July was Heathrow’s third busiest month

Author: By Graeme Evans, Press Association

The west London airport saw passenger numbers improve by 0.9 per cent on a
year earlier, while there were smaller declines at Gatwick and Stansted.

Across its seven UK airports, BAA handled 14.5 million passengers, a fall of
2.4 per cent on July 2008, compared with decreases of 5.9 per cent in June
and 7.3 per cent in May.

BAA reported a return to growth of 1.2 per cent in European scheduled traffic
and 4.8 per cent in long-haul traffic, excluding North Atlantic flights. UK
domestic traffic was 4.8 per cent lower and European charters fell 18.6 per

The operator said today’s traffic figures provided further evidence of
stabilisation in passenger demand.

Heathrow’s result of 6.5 million passengers in July took its total for the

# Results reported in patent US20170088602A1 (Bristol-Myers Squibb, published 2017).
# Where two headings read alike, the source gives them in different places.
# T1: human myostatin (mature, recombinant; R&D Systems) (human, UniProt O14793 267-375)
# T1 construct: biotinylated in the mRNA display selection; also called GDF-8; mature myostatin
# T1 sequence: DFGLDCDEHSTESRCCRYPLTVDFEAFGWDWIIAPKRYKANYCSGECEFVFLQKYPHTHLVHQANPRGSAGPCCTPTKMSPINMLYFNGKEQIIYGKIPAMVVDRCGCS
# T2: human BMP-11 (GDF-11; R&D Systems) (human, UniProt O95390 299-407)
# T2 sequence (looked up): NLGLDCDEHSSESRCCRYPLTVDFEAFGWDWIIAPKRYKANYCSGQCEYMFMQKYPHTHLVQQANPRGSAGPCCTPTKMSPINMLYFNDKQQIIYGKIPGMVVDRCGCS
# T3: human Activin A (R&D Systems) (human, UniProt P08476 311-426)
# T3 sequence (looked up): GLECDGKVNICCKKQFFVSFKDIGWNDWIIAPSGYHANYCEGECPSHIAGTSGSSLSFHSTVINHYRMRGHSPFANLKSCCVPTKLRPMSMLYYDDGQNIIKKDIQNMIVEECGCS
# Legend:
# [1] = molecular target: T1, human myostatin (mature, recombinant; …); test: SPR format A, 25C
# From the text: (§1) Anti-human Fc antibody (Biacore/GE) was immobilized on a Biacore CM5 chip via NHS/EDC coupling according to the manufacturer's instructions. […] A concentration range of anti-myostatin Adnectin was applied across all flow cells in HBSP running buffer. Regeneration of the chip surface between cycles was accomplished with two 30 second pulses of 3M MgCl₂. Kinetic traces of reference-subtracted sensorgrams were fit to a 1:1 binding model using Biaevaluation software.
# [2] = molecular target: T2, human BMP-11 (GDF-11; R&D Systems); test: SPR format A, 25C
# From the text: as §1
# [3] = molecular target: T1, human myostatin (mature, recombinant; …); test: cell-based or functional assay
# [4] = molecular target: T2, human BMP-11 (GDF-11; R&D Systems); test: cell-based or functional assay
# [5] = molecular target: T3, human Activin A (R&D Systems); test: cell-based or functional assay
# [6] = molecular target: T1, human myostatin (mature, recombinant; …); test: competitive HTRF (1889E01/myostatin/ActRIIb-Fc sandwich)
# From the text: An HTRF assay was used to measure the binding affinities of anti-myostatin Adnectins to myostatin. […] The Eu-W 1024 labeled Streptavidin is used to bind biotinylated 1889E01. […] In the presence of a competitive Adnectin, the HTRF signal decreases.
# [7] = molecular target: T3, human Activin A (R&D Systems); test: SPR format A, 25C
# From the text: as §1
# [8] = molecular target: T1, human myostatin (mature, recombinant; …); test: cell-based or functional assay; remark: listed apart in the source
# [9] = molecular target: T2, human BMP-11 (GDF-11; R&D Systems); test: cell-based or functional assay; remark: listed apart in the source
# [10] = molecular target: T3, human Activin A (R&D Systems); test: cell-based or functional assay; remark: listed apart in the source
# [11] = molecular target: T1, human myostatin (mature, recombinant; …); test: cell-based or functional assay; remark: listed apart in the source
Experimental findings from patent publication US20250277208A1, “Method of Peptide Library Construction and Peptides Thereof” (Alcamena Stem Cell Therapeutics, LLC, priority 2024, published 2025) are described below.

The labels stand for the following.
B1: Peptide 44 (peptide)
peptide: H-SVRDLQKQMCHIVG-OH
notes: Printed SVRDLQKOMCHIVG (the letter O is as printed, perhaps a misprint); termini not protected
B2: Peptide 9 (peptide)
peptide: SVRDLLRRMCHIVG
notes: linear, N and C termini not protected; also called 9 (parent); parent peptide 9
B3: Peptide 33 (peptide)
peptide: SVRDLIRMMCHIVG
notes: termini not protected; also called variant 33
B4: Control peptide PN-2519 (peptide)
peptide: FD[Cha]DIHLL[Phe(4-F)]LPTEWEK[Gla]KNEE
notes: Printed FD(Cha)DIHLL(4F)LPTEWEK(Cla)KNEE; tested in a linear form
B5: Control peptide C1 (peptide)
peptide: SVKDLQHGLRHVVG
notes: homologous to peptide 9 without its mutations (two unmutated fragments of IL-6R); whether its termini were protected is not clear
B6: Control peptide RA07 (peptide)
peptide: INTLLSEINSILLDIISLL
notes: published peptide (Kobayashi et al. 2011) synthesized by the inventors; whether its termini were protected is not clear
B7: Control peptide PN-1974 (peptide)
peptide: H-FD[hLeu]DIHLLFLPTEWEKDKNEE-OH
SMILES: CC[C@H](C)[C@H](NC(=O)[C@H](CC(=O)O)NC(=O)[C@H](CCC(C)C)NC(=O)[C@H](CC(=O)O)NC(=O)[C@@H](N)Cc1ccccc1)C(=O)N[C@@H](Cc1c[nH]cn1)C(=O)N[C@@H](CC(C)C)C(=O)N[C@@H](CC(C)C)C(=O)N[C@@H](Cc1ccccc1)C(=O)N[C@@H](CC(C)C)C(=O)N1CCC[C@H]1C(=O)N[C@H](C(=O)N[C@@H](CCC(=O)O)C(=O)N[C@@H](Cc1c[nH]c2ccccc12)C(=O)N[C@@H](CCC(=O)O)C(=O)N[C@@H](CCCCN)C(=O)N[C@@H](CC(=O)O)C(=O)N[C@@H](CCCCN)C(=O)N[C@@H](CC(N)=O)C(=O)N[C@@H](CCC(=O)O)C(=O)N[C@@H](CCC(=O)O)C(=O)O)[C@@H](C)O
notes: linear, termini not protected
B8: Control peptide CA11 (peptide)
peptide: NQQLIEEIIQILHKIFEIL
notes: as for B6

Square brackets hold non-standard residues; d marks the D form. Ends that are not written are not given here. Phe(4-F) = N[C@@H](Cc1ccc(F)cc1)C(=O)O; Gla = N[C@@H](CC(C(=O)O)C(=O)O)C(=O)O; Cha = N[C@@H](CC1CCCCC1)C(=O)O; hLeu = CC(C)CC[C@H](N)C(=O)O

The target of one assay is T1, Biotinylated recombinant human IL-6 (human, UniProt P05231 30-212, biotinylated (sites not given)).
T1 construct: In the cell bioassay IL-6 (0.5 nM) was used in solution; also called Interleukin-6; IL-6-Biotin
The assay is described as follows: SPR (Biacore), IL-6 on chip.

year to date to 37.7 million, a fall of 3 per cent on a year earlier.

At Gatwick the reduction on last year was cut from 7.6 per cent in June to 4.8
per cent in July, largely thanks to a 5.8 per cent increase in European
schedule traffic.

Stansted’s improvement saw a drop of 11.5 per cent in June reduced to 5.7 per
cent in July, despite cuts in capacity by low-cost operators.

In Scotland, where the company has three airports, Edinburgh’s traffic grew by
5.6 per cent, the fourth consecutive month the airport has recorded growth.

At Glasgow, traffic was down by 12.9 per cent and at Aberdeen the airport
handled 9 per cent fewer passengers than a year earlier. The decline in
traffic at Southampton reduced from 7.9 per cent in June to 0.9 per cent in

BAA also said Heathrow recorded its highest ever figure for the average number
of passengers per aircraft – at 162. This was after a 3 per cent reduction
in the number of flights and a 0.9 per cent increase in passenger numbers.

Today’s signs of a pick up in demand will offer encouragement to British
Airways, which last month reported its first ever April to June loss.

Chief executive Willie Walsh said at the time that trading conditions remained
“very challenging” but added there had been some stabilisation in the pace
of decline in the number of passengers flying.

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